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Balsams owner cancels request for state-backed loan

Plans to redevelop the Balsmas Resort have been put on hold after owner Les Otten withdrew his request that the state guarantee a $28 million loan for the project. (Courtesy Photo) (click for larger version)
September 05, 2018
DIXVILLE NOTCH — Les Otten, owner of The Balsams Resort in Dixville Notch, recently withdrew his request for the state to approve a $28 million loan from Service Credit Union to help cover the cost of redevelopment of the resort.

Otten has been planning to upgrade the resort with a hotel, condominiums, a conference center and to expand skiing with additional trails. The cost of the project is $170 million, and the $28 million loan was critical in meeting the goal for expansion and redevelopment. Otten has bean working in the planning stage for five years. Otten said he is reassessing his approach to financing the project.

The former dignitary of the American Skiing Co. had applied for a guarantee of the loan to the state Business Finance Authority, but withdrew is application. Service Credit Union of Portsmouth agreed to provide the loan but required a state guarantee.

Of his decision not to pursue the loan, Otten said that the project could not move forward as planned under the conditions set by the state. He did not elaborate further.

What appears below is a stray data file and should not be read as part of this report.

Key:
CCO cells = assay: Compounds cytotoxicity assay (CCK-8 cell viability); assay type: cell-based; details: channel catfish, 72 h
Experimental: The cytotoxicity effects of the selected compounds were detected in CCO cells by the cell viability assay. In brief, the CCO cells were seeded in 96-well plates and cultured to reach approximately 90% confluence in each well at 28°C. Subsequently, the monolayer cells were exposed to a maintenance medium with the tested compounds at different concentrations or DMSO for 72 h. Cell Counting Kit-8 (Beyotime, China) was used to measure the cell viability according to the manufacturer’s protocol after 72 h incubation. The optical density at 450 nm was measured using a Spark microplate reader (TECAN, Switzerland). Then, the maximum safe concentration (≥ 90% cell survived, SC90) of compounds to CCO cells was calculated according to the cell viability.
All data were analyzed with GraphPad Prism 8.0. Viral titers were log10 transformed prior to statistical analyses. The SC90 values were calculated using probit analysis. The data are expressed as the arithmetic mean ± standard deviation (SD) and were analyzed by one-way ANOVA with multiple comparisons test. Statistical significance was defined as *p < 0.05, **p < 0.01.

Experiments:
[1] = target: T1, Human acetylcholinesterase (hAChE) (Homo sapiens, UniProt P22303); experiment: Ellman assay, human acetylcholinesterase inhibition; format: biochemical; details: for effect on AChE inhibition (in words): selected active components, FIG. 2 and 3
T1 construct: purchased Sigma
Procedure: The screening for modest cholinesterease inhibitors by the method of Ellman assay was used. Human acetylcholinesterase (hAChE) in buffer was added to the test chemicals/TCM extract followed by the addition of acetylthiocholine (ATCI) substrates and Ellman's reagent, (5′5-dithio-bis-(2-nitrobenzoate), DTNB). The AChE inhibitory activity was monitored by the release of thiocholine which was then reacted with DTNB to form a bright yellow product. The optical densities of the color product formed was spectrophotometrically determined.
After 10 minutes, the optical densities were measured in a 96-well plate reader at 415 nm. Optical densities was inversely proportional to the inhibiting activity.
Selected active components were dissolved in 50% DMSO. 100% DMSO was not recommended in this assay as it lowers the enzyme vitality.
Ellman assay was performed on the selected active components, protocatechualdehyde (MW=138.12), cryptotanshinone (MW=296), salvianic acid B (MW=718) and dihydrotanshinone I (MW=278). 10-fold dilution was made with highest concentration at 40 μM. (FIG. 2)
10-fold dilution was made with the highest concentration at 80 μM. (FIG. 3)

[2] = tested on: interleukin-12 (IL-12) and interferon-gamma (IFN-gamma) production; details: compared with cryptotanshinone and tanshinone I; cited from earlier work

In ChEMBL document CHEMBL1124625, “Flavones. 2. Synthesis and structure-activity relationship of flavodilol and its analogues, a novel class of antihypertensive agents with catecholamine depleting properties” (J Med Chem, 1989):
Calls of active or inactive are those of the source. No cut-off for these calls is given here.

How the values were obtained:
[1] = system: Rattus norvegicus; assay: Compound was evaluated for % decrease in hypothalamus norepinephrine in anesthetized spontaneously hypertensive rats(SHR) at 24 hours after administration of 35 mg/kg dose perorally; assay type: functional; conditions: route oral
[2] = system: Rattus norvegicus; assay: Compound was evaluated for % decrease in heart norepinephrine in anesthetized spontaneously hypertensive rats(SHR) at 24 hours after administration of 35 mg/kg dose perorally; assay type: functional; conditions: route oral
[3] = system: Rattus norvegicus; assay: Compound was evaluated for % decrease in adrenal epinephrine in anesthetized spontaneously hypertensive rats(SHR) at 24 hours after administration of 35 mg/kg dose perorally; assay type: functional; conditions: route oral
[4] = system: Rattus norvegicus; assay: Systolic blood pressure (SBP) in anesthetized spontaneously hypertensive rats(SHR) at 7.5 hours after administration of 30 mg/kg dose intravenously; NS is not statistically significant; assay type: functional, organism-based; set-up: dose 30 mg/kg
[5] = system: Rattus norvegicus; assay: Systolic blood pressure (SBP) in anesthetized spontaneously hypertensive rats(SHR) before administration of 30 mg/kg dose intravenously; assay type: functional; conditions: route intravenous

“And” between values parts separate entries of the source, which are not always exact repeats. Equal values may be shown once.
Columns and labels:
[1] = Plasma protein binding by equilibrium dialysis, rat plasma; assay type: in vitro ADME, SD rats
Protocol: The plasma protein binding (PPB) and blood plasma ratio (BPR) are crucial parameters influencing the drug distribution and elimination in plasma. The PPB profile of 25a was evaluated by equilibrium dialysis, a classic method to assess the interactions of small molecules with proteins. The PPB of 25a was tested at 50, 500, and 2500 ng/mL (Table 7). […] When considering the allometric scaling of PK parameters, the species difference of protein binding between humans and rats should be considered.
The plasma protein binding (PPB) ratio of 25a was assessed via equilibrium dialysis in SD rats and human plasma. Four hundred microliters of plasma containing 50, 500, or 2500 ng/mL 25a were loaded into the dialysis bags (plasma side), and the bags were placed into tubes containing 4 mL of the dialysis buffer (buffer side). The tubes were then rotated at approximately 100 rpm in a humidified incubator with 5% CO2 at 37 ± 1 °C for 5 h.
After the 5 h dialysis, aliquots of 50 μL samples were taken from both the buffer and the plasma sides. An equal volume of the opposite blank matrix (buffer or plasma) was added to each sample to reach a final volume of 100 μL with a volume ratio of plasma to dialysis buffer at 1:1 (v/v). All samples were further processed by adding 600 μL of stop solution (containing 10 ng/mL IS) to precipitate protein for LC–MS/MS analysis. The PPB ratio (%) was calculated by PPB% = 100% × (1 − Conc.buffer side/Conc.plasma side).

Dick Anagnost, Chairman of the Business Finance Authority, wrote in a statement that there are concerns that the project would risk public money. There are regular conditions in the application process that Otten did not agree to meet, according to the statement. Furthermore, it stated that there was a fear of non-repayment of taxpayer money if the project fails.

Scott Tranchemontagne, spokesperson for Otten, told reporters that Otten is reviewing other options. A total of $142 million is available for the project, but the state guarantee for the $28 million sought under the newly cancelled loan request was vital.

Otten first applied for a $100 million loan in 2016 from Northern Trust & Bank with hopes of an inclusion of a state guaranteed $28 million, but that fell through.

Some officials have been optimistic about the project boosting the economy, providing at least 1,000 jobs for construction and for employees of the resort afterwards.

The resort, owned by Otten and Dan Herbert, closed in 2011 and has been on a hiatus since.

Tiffany Eddy
Martin Lord Osman
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